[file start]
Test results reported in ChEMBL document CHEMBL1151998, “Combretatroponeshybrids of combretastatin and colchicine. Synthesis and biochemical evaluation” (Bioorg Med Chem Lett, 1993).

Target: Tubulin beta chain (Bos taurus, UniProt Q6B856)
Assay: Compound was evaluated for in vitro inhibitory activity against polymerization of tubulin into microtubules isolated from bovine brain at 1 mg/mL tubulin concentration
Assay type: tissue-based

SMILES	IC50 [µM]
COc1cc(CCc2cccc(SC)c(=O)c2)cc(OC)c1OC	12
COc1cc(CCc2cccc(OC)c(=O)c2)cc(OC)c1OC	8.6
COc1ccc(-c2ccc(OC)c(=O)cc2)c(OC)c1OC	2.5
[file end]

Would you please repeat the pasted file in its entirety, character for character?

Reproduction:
Test results reported in ChEMBL document CHEMBL1151998, “Combretatroponeshybrids of combretastatin and colchicine. Synthesis and biochemical evaluation” (Bioorg Med Chem Lett, 1993).

Target: Tubulin beta chain (Bos taurus, UniProt Q6B856)
Assay: Compound was evaluated for in vitro inhibitory activity against polymerization of tubulin into microtubules isolated from bovine brain at 1 mg/mL tubulin concentration
Assay type: tissue-based

SMILES	IC50 [µM]
COc1cc(CCc2cccc(SC)c(=O)c2)cc(OC)c1OC	12
COc1cc(CCc2cccc(OC)c(=O)c2)cc(OC)c1OC	8.6
COc1ccc(-c2ccc(OC)c(=O)cc2)c(OC)c1OC	2.5